Although yesterday's attacked has been widely dubbed a “Petya” attack, researchers are already beginning to question whether the ransomware used was really Petya at all.
Kaspersky Lab, have bluntly dubbed the ransomware NotPetya. Vyacheslav Zakorzhevsky, head of anti-malware team at Kaspersky Lab told SC Media UK yesterday, “Our preliminary findings suggest that it is not a variant of Petya ransomware as publicly reported, but a new ransomware that has not been seen before. That is why we have named it NotPetya.”
Today, Zakorzhevsky updated his previous analysis, adding, “while it has several strings similar to Petya, it possesses entirely different functionality. We have named it ExPetr.”
Bitdefender maintain, as the company first reported, that the ransomware used is GoldenEye, an improved version of Petya. GoldenEye, Bitdefender reasons, shares chunks of code with Petya, and combines components from Petya, WannaCry and other versions of GoldenEye, making it a new threat.
While many agree that it shares characteristics with Petya, fewer are comfortable with labelling it that outright. Chris Wysopal, CTO at Veracode told SC that “this attack has similar characteristics of Petya, but I believe Kaspersky is right that it is not in fact Petya and is completely new.” He noted that when you plug this piece of ransomware into VirusTotal, only two anti-virus vendors could detect it, “so it is likely that many systems are defenceless.” Classic Petya, unlike this, would have shown up in many more. “This shows how easy it is for malware writers to bypass endpoint security by modifying any code they are reusing.”
MalwareTech, the security researcher that shut down last month's WannaCry attacks by finding its “killswitch”, expanded on this apparently frankensteined piece of ransomware. He noted that this piece of ransomware encrypts a targeted endpoint's Master Boot Record, a signature move for Petya, “in a way which is very similar to Petya and not commonly used in other ransomware.”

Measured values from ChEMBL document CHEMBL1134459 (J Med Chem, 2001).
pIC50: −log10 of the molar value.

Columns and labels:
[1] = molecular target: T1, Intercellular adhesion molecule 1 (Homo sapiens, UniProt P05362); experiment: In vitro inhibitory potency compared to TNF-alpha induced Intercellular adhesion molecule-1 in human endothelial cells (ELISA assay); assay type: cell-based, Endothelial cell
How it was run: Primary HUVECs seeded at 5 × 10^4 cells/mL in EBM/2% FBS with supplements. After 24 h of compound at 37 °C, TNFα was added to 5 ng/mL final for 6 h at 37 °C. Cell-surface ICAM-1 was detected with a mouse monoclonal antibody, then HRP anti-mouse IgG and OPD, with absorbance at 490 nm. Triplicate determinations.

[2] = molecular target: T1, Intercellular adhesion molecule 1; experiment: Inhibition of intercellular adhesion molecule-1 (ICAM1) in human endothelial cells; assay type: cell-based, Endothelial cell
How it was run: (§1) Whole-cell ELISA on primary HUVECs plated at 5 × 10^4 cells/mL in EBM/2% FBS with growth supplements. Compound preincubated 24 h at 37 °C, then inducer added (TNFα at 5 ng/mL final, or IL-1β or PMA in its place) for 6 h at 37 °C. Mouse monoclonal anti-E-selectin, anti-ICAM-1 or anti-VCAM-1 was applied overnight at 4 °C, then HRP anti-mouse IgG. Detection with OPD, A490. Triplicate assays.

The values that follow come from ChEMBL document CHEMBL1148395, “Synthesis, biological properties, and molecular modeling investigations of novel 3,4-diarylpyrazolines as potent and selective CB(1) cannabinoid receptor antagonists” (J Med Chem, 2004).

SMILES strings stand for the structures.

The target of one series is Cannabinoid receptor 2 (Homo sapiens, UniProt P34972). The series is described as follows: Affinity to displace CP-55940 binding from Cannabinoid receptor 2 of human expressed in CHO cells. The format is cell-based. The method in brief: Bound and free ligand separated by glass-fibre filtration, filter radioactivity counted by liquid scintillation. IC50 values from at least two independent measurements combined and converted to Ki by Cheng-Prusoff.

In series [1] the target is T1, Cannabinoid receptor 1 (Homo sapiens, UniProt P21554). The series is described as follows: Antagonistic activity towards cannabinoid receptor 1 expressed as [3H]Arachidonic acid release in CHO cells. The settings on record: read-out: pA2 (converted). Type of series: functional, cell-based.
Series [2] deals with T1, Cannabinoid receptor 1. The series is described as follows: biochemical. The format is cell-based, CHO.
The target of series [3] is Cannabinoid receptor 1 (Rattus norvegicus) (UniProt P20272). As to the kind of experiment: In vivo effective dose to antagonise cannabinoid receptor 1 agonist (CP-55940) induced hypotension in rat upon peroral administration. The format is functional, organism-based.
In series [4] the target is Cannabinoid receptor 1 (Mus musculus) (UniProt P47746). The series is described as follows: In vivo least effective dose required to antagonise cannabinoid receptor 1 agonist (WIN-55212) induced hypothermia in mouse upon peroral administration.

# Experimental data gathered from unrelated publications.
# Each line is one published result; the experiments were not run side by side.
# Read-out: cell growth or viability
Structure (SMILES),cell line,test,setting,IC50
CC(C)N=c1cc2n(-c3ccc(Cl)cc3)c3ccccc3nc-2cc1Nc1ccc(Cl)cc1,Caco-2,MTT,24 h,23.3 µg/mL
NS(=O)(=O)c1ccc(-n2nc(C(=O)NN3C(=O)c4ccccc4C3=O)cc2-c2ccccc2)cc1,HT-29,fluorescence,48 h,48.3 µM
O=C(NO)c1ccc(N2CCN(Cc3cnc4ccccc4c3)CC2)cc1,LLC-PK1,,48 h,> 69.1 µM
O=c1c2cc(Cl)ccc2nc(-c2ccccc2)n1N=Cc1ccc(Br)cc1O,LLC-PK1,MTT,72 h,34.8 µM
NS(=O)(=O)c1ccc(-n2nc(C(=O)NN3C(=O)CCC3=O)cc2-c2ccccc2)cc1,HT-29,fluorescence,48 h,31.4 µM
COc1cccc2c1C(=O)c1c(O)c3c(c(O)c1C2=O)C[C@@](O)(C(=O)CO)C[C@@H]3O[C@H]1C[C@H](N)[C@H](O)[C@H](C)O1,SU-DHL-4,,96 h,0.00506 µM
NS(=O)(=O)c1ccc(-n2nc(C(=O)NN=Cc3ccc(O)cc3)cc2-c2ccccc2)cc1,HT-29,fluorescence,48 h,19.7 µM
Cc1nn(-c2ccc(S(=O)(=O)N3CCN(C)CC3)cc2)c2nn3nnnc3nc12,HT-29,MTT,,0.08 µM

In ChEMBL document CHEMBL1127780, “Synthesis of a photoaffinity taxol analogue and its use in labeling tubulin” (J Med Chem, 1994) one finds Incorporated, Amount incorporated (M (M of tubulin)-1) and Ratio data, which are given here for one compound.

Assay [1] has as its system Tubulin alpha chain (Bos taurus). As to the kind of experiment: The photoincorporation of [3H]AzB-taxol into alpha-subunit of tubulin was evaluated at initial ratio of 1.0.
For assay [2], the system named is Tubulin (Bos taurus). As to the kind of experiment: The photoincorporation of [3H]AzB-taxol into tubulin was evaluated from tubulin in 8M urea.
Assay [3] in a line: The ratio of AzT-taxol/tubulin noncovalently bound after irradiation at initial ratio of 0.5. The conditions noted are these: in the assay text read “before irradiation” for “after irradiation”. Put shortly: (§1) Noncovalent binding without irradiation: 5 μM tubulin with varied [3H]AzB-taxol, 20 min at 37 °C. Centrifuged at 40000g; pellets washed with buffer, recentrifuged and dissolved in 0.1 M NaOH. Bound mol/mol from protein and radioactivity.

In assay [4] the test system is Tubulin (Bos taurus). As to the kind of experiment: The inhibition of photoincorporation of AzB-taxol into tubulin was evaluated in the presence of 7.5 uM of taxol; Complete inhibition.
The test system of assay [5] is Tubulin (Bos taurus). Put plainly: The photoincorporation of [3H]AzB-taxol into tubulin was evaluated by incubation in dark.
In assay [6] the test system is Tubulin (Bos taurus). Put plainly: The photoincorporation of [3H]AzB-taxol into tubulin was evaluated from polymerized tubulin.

Fabian Wosar, an Emsisoft security researcher, wrote in a blogpost on MalwareTech's site that of Petya's key components, only the boot loader comes from Petya. Whoever created NotPetya most likely “ripped the boot loader code straight out of Petya and uses it for their own purposes now. But they implemented their own ransomware, their own worm, their own dropper, and pretty much everything else on top of it.”
Hasherezade, a Polish software engineer and malware analyst known for her work on analysing Petya ransomware, tweeted that although there are cosmetic differences, not a great deal has changed.
...but internally, not much has changed (comparison with version 3 - Green): pic.twitter.com/c1eZqBySOr— hasherezade (@hasherezade) June 27, 2017
She later added in a note posted to Twitter that, the dropper to Petya has often changed between versions: “I think looking from the historical perspective it is fair to call it a new step in the evolution of Petya.”
“The superficial resemblance to Petya is only skin deep,” said security researcher, The Grugq, as he noted that the difference is more profound than a mere name or chunk of code. “The real Petya was a criminal enterprise for making money. This is definitely not designed to make money. This is designed to spread fast and cause damage, with a plausibly deniable cover of ‘ransomware'.”